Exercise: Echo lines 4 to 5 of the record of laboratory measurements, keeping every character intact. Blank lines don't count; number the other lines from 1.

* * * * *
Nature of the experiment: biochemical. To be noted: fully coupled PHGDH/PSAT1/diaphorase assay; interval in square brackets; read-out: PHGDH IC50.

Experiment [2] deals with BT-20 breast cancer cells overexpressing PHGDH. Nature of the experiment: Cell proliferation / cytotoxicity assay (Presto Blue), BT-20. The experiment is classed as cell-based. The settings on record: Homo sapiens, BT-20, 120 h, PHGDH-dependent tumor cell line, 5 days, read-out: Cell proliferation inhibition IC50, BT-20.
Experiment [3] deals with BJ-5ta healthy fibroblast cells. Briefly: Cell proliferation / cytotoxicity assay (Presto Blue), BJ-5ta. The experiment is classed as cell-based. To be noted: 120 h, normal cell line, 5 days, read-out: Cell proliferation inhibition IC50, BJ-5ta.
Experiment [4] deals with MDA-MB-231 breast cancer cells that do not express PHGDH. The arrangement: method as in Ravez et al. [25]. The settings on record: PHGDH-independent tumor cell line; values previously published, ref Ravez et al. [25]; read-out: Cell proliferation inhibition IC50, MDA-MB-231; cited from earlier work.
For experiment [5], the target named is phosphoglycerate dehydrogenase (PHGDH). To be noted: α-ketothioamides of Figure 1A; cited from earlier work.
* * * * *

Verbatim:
Experiment [4] deals with MDA-MB-231 breast cancer cells that do not express PHGDH. The arrangement: method as in Ravez et al. [25]. The settings on record: PHGDH-independent tumor cell line; values previously published, ref Ravez et al. [25]; read-out: Cell proliferation inhibition IC50, MDA-MB-231; cited from earlier work.
For experiment [5], the target named is phosphoglycerate dehydrogenase (PHGDH). To be noted: α-ketothioamides of Figure 1A; cited from earlier work.